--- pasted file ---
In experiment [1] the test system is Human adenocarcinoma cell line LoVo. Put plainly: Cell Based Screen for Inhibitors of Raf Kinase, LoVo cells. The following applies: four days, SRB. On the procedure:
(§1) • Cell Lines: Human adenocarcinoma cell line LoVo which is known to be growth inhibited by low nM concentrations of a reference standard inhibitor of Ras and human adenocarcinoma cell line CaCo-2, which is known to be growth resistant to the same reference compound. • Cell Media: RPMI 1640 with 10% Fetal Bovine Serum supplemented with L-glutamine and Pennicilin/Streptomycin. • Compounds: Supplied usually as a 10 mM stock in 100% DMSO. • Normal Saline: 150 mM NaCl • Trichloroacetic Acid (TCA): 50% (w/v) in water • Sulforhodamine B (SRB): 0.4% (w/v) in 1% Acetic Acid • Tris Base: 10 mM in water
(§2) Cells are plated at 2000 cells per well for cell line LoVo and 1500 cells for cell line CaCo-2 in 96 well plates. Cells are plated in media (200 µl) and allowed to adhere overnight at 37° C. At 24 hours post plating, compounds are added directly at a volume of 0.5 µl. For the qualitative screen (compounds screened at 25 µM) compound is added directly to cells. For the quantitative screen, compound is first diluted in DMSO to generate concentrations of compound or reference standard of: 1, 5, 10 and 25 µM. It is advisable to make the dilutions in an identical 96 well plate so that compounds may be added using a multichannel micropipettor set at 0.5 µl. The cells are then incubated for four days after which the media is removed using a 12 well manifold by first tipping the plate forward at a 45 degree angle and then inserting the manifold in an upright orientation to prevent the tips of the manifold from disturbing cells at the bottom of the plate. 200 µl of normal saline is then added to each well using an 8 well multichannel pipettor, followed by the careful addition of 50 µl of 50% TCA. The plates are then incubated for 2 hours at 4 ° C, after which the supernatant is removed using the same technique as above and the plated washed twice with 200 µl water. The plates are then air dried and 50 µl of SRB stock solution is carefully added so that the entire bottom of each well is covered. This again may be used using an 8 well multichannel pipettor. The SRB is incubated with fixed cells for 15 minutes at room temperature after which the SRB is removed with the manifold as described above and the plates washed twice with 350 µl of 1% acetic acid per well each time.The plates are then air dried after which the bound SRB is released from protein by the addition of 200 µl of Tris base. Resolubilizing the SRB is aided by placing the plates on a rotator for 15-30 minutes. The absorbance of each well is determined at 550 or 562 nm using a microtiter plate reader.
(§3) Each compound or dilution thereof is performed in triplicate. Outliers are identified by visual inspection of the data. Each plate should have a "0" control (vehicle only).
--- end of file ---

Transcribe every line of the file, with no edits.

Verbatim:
In experiment [1] the test system is Human adenocarcinoma cell line LoVo. Put plainly: Cell Based Screen for Inhibitors of Raf Kinase, LoVo cells. The following applies: four days, SRB. On the procedure:
(§1) • Cell Lines: Human adenocarcinoma cell line LoVo which is known to be growth inhibited by low nM concentrations of a reference standard inhibitor of Ras and human adenocarcinoma cell line CaCo-2, which is known to be growth resistant to the same reference compound. • Cell Media: RPMI 1640 with 10% Fetal Bovine Serum supplemented with L-glutamine and Pennicilin/Streptomycin. • Compounds: Supplied usually as a 10 mM stock in 100% DMSO. • Normal Saline: 150 mM NaCl • Trichloroacetic Acid (TCA): 50% (w/v) in water • Sulforhodamine B (SRB): 0.4% (w/v) in 1% Acetic Acid • Tris Base: 10 mM in water
(§2) Cells are plated at 2000 cells per well for cell line LoVo and 1500 cells for cell line CaCo-2 in 96 well plates. Cells are plated in media (200 µl) and allowed to adhere overnight at 37° C. At 24 hours post plating, compounds are added directly at a volume of 0.5 µl. For the qualitative screen (compounds screened at 25 µM) compound is added directly to cells. For the quantitative screen, compound is first diluted in DMSO to generate concentrations of compound or reference standard of: 1, 5, 10 and 25 µM. It is advisable to make the dilutions in an identical 96 well plate so that compounds may be added using a multichannel micropipettor set at 0.5 µl. The cells are then incubated for four days after which the media is removed using a 12 well manifold by first tipping the plate forward at a 45 degree angle and then inserting the manifold in an upright orientation to prevent the tips of the manifold from disturbing cells at the bottom of the plate. 200 µl of normal saline is then added to each well using an 8 well multichannel pipettor, followed by the careful addition of 50 µl of 50% TCA. The plates are then incubated for 2 hours at 4 ° C, after which the supernatant is removed using the same technique as above and the plated washed twice with 200 µl water. The plates are then air dried and 50 µl of SRB stock solution is carefully added so that the entire bottom of each well is covered. This again may be used using an 8 well multichannel pipettor. The SRB is incubated with fixed cells for 15 minutes at room temperature after which the SRB is removed with the manifold as described above and the plates washed twice with 350 µl of 1% acetic acid per well each time.The plates are then air dried after which the bound SRB is released from protein by the addition of 200 µl of Tris base. Resolubilizing the SRB is aided by placing the plates on a rotator for 15-30 minutes. The absorbance of each well is determined at 550 or 562 nm using a microtiter plate reader.
(§3) Each compound or dilution thereof is performed in triplicate. Outliers are identified by visual inspection of the data. Each plate should have a "0" control (vehicle only).